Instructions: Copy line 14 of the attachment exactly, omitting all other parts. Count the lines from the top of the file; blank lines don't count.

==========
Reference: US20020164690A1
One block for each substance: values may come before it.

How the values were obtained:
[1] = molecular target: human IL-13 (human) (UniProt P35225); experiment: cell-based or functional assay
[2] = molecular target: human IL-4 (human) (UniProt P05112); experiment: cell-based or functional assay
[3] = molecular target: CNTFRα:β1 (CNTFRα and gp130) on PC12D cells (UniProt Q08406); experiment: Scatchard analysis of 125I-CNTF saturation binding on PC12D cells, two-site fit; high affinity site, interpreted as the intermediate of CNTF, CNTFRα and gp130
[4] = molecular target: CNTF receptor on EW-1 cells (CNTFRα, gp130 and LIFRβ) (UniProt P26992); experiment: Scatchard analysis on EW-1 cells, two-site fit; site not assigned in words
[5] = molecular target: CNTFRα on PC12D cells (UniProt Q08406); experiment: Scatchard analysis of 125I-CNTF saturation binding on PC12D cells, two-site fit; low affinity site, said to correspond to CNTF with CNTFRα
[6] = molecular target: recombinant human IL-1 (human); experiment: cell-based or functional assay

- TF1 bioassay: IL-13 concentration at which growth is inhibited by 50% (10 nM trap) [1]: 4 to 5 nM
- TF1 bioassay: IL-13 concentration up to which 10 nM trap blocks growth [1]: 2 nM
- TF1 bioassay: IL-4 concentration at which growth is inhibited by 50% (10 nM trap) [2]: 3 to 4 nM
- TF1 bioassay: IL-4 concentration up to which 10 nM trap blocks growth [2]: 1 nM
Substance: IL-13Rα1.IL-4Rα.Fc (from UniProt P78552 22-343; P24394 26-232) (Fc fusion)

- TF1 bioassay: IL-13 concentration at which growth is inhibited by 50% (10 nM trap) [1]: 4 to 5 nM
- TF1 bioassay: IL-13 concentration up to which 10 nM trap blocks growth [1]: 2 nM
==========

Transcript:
Substance: IL-13Rα1.IL-4Rα.Fc (from UniProt P78552 22-343; P24394 26-232) (Fc fusion)